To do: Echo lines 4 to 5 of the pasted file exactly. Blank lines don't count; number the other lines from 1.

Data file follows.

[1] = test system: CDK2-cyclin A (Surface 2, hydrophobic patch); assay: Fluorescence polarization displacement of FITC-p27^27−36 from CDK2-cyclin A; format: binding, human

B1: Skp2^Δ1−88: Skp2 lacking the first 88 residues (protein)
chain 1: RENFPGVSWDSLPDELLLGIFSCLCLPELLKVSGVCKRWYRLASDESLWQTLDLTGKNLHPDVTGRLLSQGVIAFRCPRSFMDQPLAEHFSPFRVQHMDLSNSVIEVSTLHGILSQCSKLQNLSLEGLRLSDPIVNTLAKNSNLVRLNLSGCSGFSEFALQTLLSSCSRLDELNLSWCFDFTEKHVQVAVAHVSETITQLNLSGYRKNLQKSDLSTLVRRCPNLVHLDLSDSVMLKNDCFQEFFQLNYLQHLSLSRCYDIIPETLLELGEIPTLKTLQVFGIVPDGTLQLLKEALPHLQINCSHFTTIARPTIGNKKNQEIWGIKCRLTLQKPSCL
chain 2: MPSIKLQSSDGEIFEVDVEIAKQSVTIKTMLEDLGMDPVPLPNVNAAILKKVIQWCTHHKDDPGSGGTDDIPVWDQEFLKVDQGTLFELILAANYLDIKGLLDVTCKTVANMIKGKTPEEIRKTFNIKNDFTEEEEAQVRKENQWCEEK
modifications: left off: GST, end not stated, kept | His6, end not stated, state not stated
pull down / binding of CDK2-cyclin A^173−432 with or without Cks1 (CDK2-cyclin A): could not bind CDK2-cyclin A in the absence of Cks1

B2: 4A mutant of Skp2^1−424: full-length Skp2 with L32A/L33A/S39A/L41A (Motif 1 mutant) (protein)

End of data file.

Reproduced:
chain 2: MPSIKLQSSDGEIFEVDVEIAKQSVTIKTMLEDLGMDPVPLPNVNAAILKKVIQWCTHHKDDPGSGGTDDIPVWDQEFLKVDQGTLFELILAANYLDIKGLLDVTCKTVANMIKGKTPEEIRKTFNIKNDFTEEEEAQVRKENQWCEEK
modifications: left off: GST, end not stated, kept | His6, end not stated, state not stated